6. Yeah, but if I don't try and save the world, who will? In all seriousness though, I can't help thinking of myself as a child. Unless there is someone like me offering co-ed scouting type programs all over, there will be girls missing out on the experiences. BSA groups are everywhere.
  7. I understand what you're saying. And to be honest, the making money part of your suggestion was the biggest turn off, but I have a feeling it would be encouraging to BSA to follow through with it. I've actually been building my own handbook. I'm technically chartered through BPSA but it's been tough working through them, I can't get ahold of anyone in the central organization for information. So will probably be moving forward as an independent group. Plus I'd prefer to not have to follow male/female leader requirement for co-ed groups. But BSA is a great organization. And to be fair, BSA
  8. I don't doubt this. Just because we have lots of female leaders in our pack, it doesn't make it better. That's just how it's worked out, we have a real hard time getting anyone to volunteer. Although that may be in part to the current CM's lack of trying (I'm due to take over in April, I've already filled 3 positions that have been vacant for the past year) I'm definitely the most adventurous out of our group. I've had so much push back just by trying to get the pack to use mess kits vs. disposable paper products. The kids don't help with cooking or cleaning up after meals. They're very coddle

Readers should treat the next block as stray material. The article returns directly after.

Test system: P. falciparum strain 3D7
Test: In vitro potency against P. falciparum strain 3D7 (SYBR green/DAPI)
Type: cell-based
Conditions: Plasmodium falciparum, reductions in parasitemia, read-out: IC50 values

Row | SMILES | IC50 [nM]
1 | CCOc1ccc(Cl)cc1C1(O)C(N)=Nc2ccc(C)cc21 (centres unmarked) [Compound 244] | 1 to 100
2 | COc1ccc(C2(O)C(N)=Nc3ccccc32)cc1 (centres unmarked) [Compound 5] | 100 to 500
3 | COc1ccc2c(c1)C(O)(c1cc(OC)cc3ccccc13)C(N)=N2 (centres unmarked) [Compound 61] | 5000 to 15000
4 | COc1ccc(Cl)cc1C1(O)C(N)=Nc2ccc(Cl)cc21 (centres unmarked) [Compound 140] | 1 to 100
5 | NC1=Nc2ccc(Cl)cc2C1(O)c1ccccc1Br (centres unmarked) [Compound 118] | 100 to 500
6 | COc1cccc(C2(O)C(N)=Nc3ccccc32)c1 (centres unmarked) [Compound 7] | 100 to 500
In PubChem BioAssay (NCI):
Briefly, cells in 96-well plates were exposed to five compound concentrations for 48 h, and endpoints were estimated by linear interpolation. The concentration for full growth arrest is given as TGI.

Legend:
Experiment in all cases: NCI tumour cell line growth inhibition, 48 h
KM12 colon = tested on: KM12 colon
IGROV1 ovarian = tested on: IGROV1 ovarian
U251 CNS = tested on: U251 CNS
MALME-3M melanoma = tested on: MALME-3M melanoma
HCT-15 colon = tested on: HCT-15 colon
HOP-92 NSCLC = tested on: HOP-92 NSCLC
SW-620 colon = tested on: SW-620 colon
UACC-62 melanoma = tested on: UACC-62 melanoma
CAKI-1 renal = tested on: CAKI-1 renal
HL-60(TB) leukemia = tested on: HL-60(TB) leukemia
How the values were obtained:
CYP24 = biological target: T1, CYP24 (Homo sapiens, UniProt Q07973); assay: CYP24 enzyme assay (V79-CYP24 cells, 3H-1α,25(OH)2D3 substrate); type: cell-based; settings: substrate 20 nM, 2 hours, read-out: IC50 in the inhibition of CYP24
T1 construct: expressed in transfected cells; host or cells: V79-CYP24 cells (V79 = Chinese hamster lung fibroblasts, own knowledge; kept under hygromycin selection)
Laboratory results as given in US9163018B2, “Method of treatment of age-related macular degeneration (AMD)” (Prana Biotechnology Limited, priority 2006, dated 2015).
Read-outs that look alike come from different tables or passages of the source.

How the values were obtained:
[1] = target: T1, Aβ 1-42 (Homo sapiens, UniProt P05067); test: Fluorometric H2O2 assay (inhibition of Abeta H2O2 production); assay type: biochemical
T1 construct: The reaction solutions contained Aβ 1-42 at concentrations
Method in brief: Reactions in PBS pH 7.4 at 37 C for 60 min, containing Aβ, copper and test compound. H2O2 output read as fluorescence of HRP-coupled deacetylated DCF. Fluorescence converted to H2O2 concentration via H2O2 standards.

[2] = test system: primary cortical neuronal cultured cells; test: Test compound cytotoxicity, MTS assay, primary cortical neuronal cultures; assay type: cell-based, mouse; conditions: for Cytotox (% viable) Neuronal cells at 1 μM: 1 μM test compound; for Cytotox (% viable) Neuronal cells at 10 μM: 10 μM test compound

9. Pretty much how I would picture it going. I really can't imagine BSA filling up with girls just because they're allowed to do so.
  10. Going forward, if things were to change, I'd say absolutely. They should be afforded the same benefits, including liability insurance. To be honest, BPSA does the male/female leaders. If they're both present as kids, they need to both be there as leaders as well. If it's something that BSA felt was necessary, I'd be all for it if it meant heading in the right direction. It can be somewhat of a hinder to be honest, and I'm not sure I feel the need when 2 deep leadership is already required. Having the siblings participating currently isn't anything new for our pack I believe, it's been goin